SEABROOK – An overflowing pipe sent 5.22 million gallons of wastewater into Broad Creek in the Fort Washington area, but did not affect drinking water, on Aug. 9, according to the Washington Suburban Sanitary Commission (WSSC).
The overflow began at approximately 11:12 a.m. and lasted until 11:37 p.m. at the WSSC’s Broad Creek Wastewater Pumping Station. The wastewater that entered the creek that connects with the Potomac River was untreated and released an odor into the surrounding areas. WSSC said that a preliminary cause for the overflow is a pipe, located 30 feet deep in the ground, may have burst. Spokesperson Lyn Riggins said via email that a test for the pipe is planned for Aug. 13 and the results will determine the next step.
Because the pipes for drinking water and wastewater are different, there were no problems with consuming water. Crews worked to stop the sewer overflow during those 12 hours and to clean up the Broad Creek Waste Water Pumping Station and the surrounding areas.
The water from the wastewater collection system includes toilet water as well as water from sinks, showers, washing machines and dishwashers, Riggins said. Lime was used during the cleanup process to mask the smell.
“When this overflow occurred, the wastewater mixed in with the millions and millions of gallons of water in the creek and ultimately the Potomac River,” Riggins said. “There is not a treatment process for the creek.”
WSSC alerted residents that lived near the property through their Customer Notification System and as a request by the Broad Creek community; emails were sent out to nearby neighbors. In order for people to avoid walking into a working area, 165 signs were posted around the area of the overflow. As part of the U.S. Environmental Protection Agency due to its status as a water commission, when the overflow exceeded 10,000 gallons, WSSC released a news release Friday evening.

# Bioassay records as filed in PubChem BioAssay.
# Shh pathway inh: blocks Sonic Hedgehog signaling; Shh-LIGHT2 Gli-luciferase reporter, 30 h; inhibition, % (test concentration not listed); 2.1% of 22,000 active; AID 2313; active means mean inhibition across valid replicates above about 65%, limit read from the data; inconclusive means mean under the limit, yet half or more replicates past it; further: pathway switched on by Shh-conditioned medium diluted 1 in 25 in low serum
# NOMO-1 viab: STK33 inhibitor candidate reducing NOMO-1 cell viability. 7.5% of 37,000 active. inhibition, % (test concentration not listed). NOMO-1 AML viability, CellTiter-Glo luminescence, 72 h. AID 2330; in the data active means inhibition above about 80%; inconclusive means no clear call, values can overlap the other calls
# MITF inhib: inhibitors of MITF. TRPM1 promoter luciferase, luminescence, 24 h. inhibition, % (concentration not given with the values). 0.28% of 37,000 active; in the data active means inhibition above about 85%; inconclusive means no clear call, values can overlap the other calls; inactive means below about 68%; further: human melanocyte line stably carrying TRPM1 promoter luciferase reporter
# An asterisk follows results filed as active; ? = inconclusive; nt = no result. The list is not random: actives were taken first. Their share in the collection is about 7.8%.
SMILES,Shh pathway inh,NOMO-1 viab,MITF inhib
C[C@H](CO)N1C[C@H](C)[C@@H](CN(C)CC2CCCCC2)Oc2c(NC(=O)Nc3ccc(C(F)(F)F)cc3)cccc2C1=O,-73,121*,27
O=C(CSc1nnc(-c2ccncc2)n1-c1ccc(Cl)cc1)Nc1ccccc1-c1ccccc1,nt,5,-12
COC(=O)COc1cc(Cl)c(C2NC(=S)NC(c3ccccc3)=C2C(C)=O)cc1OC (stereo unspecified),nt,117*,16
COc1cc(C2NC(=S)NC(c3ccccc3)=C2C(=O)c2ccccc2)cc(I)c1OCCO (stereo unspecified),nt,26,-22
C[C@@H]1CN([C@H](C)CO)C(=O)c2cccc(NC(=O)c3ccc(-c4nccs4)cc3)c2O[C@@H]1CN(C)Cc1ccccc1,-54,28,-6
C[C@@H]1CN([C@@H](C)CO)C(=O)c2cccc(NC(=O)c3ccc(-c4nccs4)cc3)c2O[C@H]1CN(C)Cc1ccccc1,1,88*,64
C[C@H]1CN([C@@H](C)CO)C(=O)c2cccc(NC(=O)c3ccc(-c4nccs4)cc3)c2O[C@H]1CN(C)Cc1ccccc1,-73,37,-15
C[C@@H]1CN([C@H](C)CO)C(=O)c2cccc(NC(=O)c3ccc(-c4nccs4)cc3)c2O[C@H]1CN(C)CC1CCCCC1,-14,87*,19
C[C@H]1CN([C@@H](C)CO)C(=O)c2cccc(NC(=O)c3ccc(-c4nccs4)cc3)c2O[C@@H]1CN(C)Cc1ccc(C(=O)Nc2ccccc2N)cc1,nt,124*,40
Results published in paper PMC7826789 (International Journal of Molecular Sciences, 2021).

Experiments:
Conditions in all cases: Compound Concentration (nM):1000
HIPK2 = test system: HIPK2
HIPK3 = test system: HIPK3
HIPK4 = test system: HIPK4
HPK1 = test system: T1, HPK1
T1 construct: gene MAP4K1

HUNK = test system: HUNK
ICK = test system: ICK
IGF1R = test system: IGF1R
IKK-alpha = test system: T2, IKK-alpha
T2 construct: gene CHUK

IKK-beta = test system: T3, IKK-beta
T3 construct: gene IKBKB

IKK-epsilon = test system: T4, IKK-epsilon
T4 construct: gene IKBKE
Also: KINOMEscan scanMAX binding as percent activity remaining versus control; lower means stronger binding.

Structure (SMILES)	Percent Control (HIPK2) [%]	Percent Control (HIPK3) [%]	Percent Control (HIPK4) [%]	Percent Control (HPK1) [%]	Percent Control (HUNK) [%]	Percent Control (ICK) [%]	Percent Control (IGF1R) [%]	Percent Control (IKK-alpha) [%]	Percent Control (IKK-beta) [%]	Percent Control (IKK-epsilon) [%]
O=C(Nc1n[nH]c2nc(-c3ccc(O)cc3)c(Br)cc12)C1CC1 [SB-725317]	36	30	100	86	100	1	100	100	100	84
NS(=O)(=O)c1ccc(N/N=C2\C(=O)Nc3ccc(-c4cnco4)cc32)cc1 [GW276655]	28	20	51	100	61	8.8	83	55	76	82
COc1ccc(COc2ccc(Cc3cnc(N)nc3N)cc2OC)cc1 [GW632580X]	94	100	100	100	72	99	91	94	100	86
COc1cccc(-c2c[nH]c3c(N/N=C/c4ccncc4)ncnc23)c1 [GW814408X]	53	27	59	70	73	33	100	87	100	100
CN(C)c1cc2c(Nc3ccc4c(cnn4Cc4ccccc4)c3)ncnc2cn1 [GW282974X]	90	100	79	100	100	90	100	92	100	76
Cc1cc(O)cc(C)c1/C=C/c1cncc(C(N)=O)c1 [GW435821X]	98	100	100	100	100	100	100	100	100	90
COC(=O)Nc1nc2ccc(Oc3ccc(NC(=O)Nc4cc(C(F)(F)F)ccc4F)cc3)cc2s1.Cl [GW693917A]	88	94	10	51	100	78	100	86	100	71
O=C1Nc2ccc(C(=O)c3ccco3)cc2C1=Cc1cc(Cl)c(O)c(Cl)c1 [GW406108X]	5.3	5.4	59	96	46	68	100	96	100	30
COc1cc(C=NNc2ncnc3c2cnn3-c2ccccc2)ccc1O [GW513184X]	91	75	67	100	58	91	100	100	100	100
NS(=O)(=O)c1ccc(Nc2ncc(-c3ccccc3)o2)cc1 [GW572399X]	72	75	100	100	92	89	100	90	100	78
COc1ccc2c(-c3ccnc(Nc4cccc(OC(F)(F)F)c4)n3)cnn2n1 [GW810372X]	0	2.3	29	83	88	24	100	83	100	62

Notifications were also made to the Maryland Department of the Environment and the Prince George’s County Health Department. The District 8 offices of Councilmember Monique Anderson-Walker sent out a “code orange” email alert to tell residents about the overflow and to avoid the area.
This is the second overflow Broad Creek location in four months. The last one took place on May 20, 2019 and only lasted five minutes. The volume of wastewater that overflowed was 750 gallons. Another overflow occurred in the 2600 block of Baywood Court in Silver Spring where the estimated volume of the overflow was 166 gallons. An investigation found that large amounts of tree roots were stuck in the sewer line. Once they were cleared, the overflow ended.
WSSC is the largest water/wastewater utility in the state of Maryland, serving 1.8 million customers. According to Riggins, once the investigation is completed, they will make any necessary repairs. The agency invested more than $1 billion since 2005 to upgrade and improve the wastewater collection system in an effort to reduce overflows throughout our service area.
“The Broad Creek Waste Water Pumping Station project is part of this historic investment,” Riggins said. “This project is designed to increase capacity at the pumping station and in the basin collection system with the desired result of reducing overflows. This project should be (fully) complete in spring 2020.”